The security solution, even if it only offers a limited range of possibilities, is to use a so-called “system” typeface. Thanks to this, you don't have to install a font file on your computer or on the receiver's computer, and the presentation can be delivered raw.
However, one nuance must be made, because depending on the version of the Powerpoint tool, the type library that you will automatically have access to on your software is different. For example, on Office versions prior to 2013, it's best to stick to typos like Arial, Garamond, Georgia, Verdana, Times New Roman, and Tribuchet. This will avoid unpleasant surprises during export.
If you want Going beyond the scope of “system” typos with fonts that are not necessarily installed by default on all computers, an excellent alternative is to use a Font available from the Google library (integrate a link).
In this case, it will then be necessary to incorporate the chosen typeface into the presentation: - On the Powerpoint interface, click on File, then Options - In Registration, check Embed fonts in this file
For it to work, this operation requires opting for a typo in TTF format with an “installable” property, which is the case for all Fonts from the Google library. That is why it is allowed to perform this operation with Google Fonts only.
You can also use Fonts from the Adobe suite, with which the compatibility of fonts on all your supports is promoted. For a rather print-oriented use, Dafont also offers an impressive number of free solutions.
Did you find, on a random website, an interesting typography for your presentation, but you don't know its name? Some tools allow you to easily find them, based on an image, and show you where you can get the corresponding font, whether it is free or paid. Here are a few of them:
In addition, you can browse the interfaces of these sites, even without looking for a specific font at the origin, because they have very extensive typography catalogs. Myfonts is certainly the best known seller of fonts, because it works a bit like Amazon.
Last case: if you want use a font specific to your charter and use it on your document, or if you are working on a project that absolutely requires the use of a specific typeface (other than a Typo system And a Google font) in order to meet the major associated challenge, you will have to “check the quality” of the fonts that must be integrated into the presentation: ensure the file format (TTF), as well as its Faculty of incorporation as indicated above. Some tools available on the web allow this type of conversion.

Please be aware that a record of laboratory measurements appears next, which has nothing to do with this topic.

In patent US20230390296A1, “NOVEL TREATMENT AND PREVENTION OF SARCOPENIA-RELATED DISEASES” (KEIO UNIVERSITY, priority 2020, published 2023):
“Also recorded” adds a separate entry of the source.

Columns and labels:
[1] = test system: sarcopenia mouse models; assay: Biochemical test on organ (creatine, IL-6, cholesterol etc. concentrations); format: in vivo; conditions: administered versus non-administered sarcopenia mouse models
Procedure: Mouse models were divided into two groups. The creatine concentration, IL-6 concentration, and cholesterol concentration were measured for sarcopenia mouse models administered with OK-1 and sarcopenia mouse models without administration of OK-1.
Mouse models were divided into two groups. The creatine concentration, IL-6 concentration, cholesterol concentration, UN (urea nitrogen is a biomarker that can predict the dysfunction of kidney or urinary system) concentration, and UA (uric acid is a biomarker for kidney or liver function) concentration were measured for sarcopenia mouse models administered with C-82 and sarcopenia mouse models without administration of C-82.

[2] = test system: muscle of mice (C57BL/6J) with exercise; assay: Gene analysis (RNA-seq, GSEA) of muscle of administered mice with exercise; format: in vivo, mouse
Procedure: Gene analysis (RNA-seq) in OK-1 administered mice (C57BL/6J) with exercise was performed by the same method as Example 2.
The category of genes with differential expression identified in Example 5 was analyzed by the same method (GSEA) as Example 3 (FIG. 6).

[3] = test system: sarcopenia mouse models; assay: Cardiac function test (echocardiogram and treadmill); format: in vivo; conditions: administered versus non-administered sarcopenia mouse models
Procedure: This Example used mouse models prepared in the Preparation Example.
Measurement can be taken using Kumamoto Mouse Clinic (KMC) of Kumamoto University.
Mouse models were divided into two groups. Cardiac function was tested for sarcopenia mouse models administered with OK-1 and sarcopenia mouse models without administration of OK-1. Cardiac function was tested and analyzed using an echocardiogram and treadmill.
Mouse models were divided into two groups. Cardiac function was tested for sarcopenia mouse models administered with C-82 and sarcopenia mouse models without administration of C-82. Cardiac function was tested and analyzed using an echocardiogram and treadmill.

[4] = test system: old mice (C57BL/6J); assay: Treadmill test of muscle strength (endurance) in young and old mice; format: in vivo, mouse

Breaking News, the typo news
The default fonts evolve like Pokémons!
Microsoft announced that its default font -currently Calibri- was changing! Since July 2023, you may have noticed that the age-old Calibri font was gradually making way for its replacement, Aptos. The latter had been in development since 2021, along with four other fonts developed by the digital giant.
Aptos is a brand new font that is intended to be minimalist, with its unserif lines and clean lines. Soon to be integrated into all Microsoft Office devices, the font was created in order to be the new reference for professional, clear and adaptable fonts to all media.
What is the particularity of this font? Its creator, Steve Matteson, created it by hand at first, and not on the computer, to highlight certain lines that have hitherto not been found in the fonts proposed by Microsoft. You will therefore be able to find in this font thinner lines and circles instead of dots on the “i” (should you take the opportunity to change the famous expression “put the dots back on the “i”?) which, according to S. Matteson, make policing more natural.
Will you be won over by this change?
To go further
In addition to typing and searching for fonts, there are of course the well-known “bold”, “italics” and “underlined” which can be used to highlight your text. However, be careful not to abuse it, because it can quickly make your text illegible!
The greasy, for example, should be used sparingly. If used correctly, it will be used to highlight your most important information. On the other hand, avoid “spreading” your presentations with “fat”, because then, nothing will be highlighted and this will serve your message.
The italics, on the other hand, is used to highlight quotations, proverbs, reported words or words from a specific jargon or a foreign language. Anglicisms, no problem, but italicizing is better!
Finally, with the advent of the Internet, we now use underlining for links. On websites or presentations, be careful about its use, because you expect “clickable” information.
Any questions? Unsolvable problems? Need an expert? The mprez teams are available to support you in the development of your presentations. So, if looking for typos annoys you, leave it to us.